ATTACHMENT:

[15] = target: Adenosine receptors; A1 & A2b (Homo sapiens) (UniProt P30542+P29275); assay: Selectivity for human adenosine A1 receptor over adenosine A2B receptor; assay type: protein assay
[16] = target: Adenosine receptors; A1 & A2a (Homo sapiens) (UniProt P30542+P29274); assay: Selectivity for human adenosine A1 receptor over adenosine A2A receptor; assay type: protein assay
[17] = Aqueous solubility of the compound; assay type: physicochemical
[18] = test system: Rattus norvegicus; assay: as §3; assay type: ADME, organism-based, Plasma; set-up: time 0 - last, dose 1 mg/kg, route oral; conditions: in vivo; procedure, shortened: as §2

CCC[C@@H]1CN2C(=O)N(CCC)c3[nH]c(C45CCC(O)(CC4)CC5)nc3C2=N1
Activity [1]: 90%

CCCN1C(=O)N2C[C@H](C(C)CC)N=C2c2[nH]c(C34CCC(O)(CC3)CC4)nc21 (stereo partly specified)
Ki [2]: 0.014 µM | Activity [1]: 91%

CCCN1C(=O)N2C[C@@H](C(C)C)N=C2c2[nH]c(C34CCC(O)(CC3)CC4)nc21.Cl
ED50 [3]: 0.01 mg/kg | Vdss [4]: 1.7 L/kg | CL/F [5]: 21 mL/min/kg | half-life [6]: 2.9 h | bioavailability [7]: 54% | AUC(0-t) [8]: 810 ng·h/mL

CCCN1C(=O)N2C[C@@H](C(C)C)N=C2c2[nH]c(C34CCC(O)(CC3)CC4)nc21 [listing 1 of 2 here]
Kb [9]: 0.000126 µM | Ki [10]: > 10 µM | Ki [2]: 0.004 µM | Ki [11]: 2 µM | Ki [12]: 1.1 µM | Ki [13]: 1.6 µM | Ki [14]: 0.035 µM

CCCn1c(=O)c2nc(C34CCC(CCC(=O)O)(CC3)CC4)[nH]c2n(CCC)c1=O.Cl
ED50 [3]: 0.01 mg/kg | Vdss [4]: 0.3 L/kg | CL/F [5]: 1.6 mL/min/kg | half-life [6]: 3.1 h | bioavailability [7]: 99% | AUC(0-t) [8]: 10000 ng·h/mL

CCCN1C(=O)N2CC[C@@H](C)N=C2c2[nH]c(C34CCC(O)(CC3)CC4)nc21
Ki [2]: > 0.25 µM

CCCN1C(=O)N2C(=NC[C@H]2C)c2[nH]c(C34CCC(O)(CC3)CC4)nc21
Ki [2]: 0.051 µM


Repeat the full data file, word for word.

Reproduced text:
[15] = target: Adenosine receptors; A1 & A2b (Homo sapiens) (UniProt P30542+P29275); assay: Selectivity for human adenosine A1 receptor over adenosine A2B receptor; assay type: protein assay
[16] = target: Adenosine receptors; A1 & A2a (Homo sapiens) (UniProt P30542+P29274); assay: Selectivity for human adenosine A1 receptor over adenosine A2A receptor; assay type: protein assay
[17] = Aqueous solubility of the compound; assay type: physicochemical
[18] = test system: Rattus norvegicus; assay: as §3; assay type: ADME, organism-based, Plasma; set-up: time 0 - last, dose 1 mg/kg, route oral; conditions: in vivo; procedure, shortened: as §2

CCC[C@@H]1CN2C(=O)N(CCC)c3[nH]c(C45CCC(O)(CC4)CC5)nc3C2=N1
Activity [1]: 90%

CCCN1C(=O)N2C[C@H](C(C)CC)N=C2c2[nH]c(C34CCC(O)(CC3)CC4)nc21 (stereo partly specified)
Ki [2]: 0.014 µM | Activity [1]: 91%

CCCN1C(=O)N2C[C@@H](C(C)C)N=C2c2[nH]c(C34CCC(O)(CC3)CC4)nc21.Cl
ED50 [3]: 0.01 mg/kg | Vdss [4]: 1.7 L/kg | CL/F [5]: 21 mL/min/kg | half-life [6]: 2.9 h | bioavailability [7]: 54% | AUC(0-t) [8]: 810 ng·h/mL

CCCN1C(=O)N2C[C@@H](C(C)C)N=C2c2[nH]c(C34CCC(O)(CC3)CC4)nc21 [listing 1 of 2 here]
Kb [9]: 0.000126 µM | Ki [10]: > 10 µM | Ki [2]: 0.004 µM | Ki [11]: 2 µM | Ki [12]: 1.1 µM | Ki [13]: 1.6 µM | Ki [14]: 0.035 µM

CCCn1c(=O)c2nc(C34CCC(CCC(=O)O)(CC3)CC4)[nH]c2n(CCC)c1=O.Cl
ED50 [3]: 0.01 mg/kg | Vdss [4]: 0.3 L/kg | CL/F [5]: 1.6 mL/min/kg | half-life [6]: 3.1 h | bioavailability [7]: 99% | AUC(0-t) [8]: 10000 ng·h/mL

CCCN1C(=O)N2CC[C@@H](C)N=C2c2[nH]c(C34CCC(O)(CC3)CC4)nc21
Ki [2]: > 0.25 µM

CCCN1C(=O)N2C(=NC[C@H]2C)c2[nH]c(C34CCC(O)(CC3)CC4)nc21
Ki [2]: 0.051 µM